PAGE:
Back-side metallization for silicon power devices

July 30, 2021 // By Nick Flaherty
Back-side metallization for silicon power devices
Applying metal to the back-side of power chips is an increasingly technology challenge particularly on 300mm wafers says SPTS

UK semiconductor equipment maker SPTS has developed tools for handling thin, warped wafers without damaging the front-side, removing contaminants from organics without impacting throughput, removing native oxide without damaging the silicon, annealing aluminum to form an ohmic contact and depositing metal layers with low stress to minimize wafer bow. 

To make the back-side connection in a power device, wafers are thinned to reduce the on-state resistance after the front side processing.

The device is then turned upside down for metal contact layers to be deposited using PVD vapour deposition. Several metal layersare  deposited back-side metallization (BSM), along with pre-treatment steps to ensure good quality metal is produced with good adhesion, electrical properties and long-term reliability.

As wafers get thinner, wafer bow becomes increasingly challenging from a handling perspective.  Manufacturers ultimately resort to either using Si strengthening techniques such as the TAIKO thinning process where a full-thickness ridge of Si is left at the edge of the wafer during back-grind, or wafers are bonded directly to carriers.

Consequently, the main hardware requirements for Power BSM PVD processing is to have a handling system that not only supports wafers at the very edge for TAIKO compatibility, but also has capability to handle warped wafers, as while the TAIKO process reduces the problem, it does not totally eliminate it.

As the wafers are processed upside down, if carriers or protective tape aren’t used it is important that the ‘active face’ of the wafer is not damaged through direct contact with chamber hardware. 

As a result, the Sigma tool comes with options for ‘edge contact’ handling, where only the outer edge of the wafer is supported on its journey through the machine.  This, together with modified robot velocities allows reliable handling and no front-side damage.

With any PVD process it’s important to remove contamination from wafers prior to deposition.  Outgassing during deposition can contaminate films, adversely impacting film properties and adhesion.  Historically, power devices were fabricated using materials that did not adsorb contaminants, but more recently organic-based materials such a Polyimide (PI) are being used for passivation, and this absorbs moisture. Removing this contaminant prior to deposition is important, particularly at 300 mm wafer sizes where the volume of organic material on the wafer is larger.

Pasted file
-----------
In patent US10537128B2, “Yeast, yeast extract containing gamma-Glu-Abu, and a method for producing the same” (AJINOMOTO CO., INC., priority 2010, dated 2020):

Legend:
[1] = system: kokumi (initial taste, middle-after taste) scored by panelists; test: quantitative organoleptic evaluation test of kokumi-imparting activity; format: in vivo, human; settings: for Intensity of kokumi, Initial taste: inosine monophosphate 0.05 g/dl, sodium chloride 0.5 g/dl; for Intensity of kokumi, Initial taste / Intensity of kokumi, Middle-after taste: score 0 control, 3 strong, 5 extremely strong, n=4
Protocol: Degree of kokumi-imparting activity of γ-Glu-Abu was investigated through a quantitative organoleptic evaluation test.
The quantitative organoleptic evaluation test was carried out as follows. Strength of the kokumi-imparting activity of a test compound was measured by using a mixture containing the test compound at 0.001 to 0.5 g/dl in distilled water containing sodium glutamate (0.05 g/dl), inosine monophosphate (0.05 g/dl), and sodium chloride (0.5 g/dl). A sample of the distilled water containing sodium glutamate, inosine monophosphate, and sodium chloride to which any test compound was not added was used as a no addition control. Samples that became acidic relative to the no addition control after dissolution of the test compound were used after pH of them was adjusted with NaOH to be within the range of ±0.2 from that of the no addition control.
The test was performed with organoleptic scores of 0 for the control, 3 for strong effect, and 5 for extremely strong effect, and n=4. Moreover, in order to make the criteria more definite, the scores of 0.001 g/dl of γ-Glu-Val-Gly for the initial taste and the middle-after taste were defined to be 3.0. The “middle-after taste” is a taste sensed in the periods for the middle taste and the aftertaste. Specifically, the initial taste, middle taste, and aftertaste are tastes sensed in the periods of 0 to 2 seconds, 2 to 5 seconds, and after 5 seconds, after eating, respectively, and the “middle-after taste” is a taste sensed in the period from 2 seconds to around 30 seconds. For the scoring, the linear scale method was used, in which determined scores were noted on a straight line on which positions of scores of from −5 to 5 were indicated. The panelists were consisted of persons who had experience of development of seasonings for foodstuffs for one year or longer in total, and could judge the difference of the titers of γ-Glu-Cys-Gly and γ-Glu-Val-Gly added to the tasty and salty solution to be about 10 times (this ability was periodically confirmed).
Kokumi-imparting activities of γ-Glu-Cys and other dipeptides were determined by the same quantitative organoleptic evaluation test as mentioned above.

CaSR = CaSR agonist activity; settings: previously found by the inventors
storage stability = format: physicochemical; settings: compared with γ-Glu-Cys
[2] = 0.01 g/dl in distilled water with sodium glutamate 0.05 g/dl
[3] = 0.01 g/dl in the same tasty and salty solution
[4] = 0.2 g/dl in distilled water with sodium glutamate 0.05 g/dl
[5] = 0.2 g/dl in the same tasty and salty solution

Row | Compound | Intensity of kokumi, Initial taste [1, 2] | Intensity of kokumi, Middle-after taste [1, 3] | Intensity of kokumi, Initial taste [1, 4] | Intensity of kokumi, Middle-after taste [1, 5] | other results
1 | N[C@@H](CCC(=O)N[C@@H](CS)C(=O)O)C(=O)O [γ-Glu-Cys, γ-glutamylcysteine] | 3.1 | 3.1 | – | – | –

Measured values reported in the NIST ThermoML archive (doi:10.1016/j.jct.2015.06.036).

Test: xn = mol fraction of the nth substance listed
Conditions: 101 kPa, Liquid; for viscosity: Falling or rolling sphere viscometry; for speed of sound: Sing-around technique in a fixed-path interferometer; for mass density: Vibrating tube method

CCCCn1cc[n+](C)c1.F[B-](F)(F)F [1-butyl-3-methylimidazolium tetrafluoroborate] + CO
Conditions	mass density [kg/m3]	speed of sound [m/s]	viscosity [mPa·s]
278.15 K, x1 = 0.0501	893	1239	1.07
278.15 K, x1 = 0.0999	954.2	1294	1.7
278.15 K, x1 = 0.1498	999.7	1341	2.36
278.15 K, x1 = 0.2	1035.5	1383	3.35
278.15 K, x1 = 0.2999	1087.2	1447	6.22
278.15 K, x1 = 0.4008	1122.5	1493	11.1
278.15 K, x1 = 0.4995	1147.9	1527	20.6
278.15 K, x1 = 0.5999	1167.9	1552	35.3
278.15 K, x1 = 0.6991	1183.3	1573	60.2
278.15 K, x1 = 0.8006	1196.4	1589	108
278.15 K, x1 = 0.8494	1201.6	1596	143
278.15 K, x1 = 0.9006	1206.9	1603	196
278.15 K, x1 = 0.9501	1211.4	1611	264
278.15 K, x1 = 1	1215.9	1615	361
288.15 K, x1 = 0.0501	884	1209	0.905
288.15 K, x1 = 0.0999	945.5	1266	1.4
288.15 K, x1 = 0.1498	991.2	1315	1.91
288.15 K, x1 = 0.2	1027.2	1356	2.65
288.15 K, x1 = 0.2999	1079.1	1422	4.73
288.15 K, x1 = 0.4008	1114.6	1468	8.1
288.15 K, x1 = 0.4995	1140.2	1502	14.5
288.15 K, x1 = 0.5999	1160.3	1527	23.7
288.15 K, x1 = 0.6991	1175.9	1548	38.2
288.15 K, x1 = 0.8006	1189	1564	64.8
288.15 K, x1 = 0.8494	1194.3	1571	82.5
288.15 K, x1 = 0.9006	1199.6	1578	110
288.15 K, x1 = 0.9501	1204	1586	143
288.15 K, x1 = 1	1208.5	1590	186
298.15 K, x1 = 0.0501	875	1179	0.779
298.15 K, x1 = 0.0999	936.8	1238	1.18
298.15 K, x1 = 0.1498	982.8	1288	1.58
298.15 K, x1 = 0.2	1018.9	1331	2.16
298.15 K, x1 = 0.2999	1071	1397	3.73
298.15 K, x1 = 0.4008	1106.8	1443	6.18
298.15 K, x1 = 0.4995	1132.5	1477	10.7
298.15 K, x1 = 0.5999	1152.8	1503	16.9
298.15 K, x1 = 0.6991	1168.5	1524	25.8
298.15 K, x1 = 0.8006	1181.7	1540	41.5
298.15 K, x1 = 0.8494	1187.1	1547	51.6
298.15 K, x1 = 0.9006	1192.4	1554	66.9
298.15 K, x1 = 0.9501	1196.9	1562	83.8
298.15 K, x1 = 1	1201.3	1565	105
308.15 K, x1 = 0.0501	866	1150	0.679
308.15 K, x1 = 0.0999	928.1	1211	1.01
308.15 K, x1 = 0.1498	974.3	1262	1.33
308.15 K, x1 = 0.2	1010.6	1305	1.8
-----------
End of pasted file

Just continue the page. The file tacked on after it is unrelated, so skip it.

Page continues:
For ultra-thin silicon die where the substrate is mounted on rigid carrier such as glass or silicon, bonding adhesives are used which compound the problem, resulting in a need for an even more thorough degas.

For organic passivation cases, a lamp-based de-gas in the single wafer loadlocks of the transport module is usually sufficient, but for bonded wafer cases, SPTS's 'multi-wafer de-gas' (MWD) technology can offer significant advantages, avoiding throughput bottlenecks caused by the extensive de-gas time required to fully outgas the wafers at low temperatures.  MWD technology is a batch de-gas design based on IR lamp heating and cryopump vacuum as a high vacuum is best practice for contaminant removal efficiency and effectiveness.

In order to make good electrical contact to the back of the silicon and achieve good adhesion for successful integration and long-term reliability wafers require a pre-clean step after de-gas to remove and native oxide on the back-side silicon that will have formed during exposure to atmosphere.  This can be achieving using an offline wet HF dip, or in-situ on the PVD system in a dedicated etch module.  In-situ etching has the advantage of eliminating queue time constraints.